Saudi Foreign Minister Prince Faisal bin Farhan says that normalization with Israel would bring "tremendous benefit" to the region, but such an accord with the kingdom would depend on progress in the Israeli-Palestinian Arab peace process, AFP reported Friday.
Under the Abraham Accords brokered by former US President Donald Trump last year, four Arab countries -- the United Arab Emirates, Bahrain, Morocco and Sudan -- agreed to normalize ties with the Jewish state.
Bin Farhan, however, said on Thursday that any deal with Saudi Arabia was "very much dependent on progress with the peace process".
"I think normalizing Israel's status within the region would bring tremendous benefit to the region as a whole," he was quoted as having said during an interview with CNN.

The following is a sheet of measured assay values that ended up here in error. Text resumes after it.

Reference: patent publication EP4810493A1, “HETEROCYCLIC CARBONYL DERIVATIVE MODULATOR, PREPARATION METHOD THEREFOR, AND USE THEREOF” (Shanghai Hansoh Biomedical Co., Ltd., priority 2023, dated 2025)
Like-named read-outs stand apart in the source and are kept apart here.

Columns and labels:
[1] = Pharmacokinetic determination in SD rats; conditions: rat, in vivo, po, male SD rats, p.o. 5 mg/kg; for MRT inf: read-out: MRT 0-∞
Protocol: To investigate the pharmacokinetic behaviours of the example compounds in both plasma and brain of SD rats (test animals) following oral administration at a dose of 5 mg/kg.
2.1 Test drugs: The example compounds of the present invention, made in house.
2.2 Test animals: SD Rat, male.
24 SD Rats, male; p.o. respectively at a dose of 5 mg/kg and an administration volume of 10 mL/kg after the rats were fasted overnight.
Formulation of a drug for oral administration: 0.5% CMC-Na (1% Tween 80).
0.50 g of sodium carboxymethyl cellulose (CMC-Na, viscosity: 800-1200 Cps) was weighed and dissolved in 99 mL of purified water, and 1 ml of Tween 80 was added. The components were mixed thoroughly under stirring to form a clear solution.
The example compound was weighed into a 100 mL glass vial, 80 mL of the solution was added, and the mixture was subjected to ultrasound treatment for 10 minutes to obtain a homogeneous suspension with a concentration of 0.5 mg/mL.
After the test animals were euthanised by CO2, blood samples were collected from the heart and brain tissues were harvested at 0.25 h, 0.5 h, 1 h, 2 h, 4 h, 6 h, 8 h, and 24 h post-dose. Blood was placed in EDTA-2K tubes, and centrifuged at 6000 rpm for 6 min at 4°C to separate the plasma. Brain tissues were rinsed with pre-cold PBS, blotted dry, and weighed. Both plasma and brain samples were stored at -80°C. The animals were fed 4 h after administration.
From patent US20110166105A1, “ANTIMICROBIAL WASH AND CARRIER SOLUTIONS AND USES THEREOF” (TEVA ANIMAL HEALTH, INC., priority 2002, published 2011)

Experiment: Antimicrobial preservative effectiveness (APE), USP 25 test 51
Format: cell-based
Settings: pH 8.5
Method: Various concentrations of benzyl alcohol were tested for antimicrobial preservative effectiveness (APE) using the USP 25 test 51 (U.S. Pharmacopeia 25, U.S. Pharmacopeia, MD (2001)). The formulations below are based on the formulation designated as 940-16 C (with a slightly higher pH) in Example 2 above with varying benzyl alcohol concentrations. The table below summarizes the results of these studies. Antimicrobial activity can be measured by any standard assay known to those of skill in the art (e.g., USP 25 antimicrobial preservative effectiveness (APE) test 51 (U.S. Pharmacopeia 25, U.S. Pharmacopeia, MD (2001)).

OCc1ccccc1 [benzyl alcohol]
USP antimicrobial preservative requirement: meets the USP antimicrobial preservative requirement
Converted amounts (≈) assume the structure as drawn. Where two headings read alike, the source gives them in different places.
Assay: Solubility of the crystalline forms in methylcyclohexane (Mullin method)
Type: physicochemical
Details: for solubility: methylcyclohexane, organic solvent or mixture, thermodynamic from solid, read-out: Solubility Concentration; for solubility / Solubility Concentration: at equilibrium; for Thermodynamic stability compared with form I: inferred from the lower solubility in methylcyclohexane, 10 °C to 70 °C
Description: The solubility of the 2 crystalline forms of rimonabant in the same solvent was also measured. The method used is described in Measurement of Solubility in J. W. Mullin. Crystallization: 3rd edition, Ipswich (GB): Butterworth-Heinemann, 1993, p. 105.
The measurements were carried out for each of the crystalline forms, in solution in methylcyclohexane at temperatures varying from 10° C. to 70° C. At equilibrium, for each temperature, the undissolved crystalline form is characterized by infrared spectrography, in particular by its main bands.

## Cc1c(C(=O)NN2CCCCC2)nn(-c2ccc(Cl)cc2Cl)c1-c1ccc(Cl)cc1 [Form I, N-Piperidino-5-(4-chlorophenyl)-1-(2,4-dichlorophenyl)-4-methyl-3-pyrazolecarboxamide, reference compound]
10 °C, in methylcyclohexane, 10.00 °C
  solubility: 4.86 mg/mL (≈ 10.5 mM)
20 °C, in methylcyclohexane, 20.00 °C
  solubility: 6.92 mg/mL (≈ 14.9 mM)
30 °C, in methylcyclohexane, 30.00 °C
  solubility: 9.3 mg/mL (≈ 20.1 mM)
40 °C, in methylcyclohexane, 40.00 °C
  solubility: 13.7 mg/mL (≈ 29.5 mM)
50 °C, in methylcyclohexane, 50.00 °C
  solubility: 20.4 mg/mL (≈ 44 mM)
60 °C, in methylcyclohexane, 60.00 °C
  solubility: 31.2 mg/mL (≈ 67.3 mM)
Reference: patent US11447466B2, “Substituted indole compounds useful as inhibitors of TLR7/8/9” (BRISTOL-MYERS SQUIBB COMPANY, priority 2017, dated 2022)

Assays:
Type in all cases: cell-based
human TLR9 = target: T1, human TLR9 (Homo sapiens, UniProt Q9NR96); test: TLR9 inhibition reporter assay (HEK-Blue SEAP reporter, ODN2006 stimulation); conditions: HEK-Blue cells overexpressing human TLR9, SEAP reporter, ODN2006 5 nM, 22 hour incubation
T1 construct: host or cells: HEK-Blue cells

"It would be extremely helpful both economically but also socially and from a security perspective," added the Saudi minister.
The comments echo those of other Saudi officials, who have repeatedly stressed that while the country backs full normalization with Israel, a peace deal with the Palestinian Authority that results in a Palestinian state must come first.
Prime Minister Binyamin Netanyahu and Saudi Crown Prince Mohammed bin Salman reportedly held a secret meeting in November in which they discussed the possibility of normalizing relations between their two countries.
Subsequent reports said the Crown Prince pulled back from a normalization deal with Israel largely because of the US election result.
Riyadh denied the meeting had taken place.
(Arutz Sheva’s North American desk is keeping you updated until the start of the Seventh Day of Passover in New York. The time posted automatically on all Arutz Sheva articles, however, is Israeli time.)